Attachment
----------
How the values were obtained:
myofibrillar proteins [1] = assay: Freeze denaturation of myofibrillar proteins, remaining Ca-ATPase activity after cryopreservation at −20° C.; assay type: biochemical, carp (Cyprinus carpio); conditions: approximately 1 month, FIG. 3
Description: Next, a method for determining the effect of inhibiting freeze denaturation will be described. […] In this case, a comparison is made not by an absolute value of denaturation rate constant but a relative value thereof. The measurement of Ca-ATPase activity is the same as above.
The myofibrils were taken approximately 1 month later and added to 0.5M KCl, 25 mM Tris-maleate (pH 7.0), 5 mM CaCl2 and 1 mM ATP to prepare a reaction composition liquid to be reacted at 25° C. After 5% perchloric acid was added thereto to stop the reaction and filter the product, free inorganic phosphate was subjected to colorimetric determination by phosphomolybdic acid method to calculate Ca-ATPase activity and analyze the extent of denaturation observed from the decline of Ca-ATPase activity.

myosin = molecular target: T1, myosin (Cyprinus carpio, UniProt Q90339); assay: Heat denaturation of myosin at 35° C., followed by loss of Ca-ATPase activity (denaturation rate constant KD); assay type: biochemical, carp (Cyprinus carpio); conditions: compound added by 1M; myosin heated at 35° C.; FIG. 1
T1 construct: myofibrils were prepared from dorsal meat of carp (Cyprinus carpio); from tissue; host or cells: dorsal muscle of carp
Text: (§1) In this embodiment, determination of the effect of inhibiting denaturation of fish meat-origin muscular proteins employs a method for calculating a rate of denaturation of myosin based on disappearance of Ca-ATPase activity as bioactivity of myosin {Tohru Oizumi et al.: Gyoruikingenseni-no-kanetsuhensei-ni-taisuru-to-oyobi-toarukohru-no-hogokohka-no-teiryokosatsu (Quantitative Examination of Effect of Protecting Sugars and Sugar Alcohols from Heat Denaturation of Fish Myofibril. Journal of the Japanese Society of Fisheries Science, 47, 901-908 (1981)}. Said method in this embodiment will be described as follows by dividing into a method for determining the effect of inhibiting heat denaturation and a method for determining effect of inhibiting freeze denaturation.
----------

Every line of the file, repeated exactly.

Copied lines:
How the values were obtained:
myofibrillar proteins [1] = assay: Freeze denaturation of myofibrillar proteins, remaining Ca-ATPase activity after cryopreservation at −20° C.; assay type: biochemical, carp (Cyprinus carpio); conditions: approximately 1 month, FIG. 3
Description: Next, a method for determining the effect of inhibiting freeze denaturation will be described. […] In this case, a comparison is made not by an absolute value of denaturation rate constant but a relative value thereof. The measurement of Ca-ATPase activity is the same as above.
The myofibrils were taken approximately 1 month later and added to 0.5M KCl, 25 mM Tris-maleate (pH 7.0), 5 mM CaCl2 and 1 mM ATP to prepare a reaction composition liquid to be reacted at 25° C. After 5% perchloric acid was added thereto to stop the reaction and filter the product, free inorganic phosphate was subjected to colorimetric determination by phosphomolybdic acid method to calculate Ca-ATPase activity and analyze the extent of denaturation observed from the decline of Ca-ATPase activity.

myosin = molecular target: T1, myosin (Cyprinus carpio, UniProt Q90339); assay: Heat denaturation of myosin at 35° C., followed by loss of Ca-ATPase activity (denaturation rate constant KD); assay type: biochemical, carp (Cyprinus carpio); conditions: compound added by 1M; myosin heated at 35° C.; FIG. 1
T1 construct: myofibrils were prepared from dorsal meat of carp (Cyprinus carpio); from tissue; host or cells: dorsal muscle of carp
Text: (§1) In this embodiment, determination of the effect of inhibiting denaturation of fish meat-origin muscular proteins employs a method for calculating a rate of denaturation of myosin based on disappearance of Ca-ATPase activity as bioactivity of myosin {Tohru Oizumi et al.: Gyoruikingenseni-no-kanetsuhensei-ni-taisuru-to-oyobi-toarukohru-no-hogokohka-no-teiryokosatsu (Quantitative Examination of Effect of Protecting Sugars and Sugar Alcohols from Heat Denaturation of Fish Myofibril. Journal of the Japanese Society of Fisheries Science, 47, 901-908 (1981)}. Said method in this embodiment will be described as follows by dividing into a method for determining the effect of inhibiting heat denaturation and a method for determining effect of inhibiting freeze denaturation.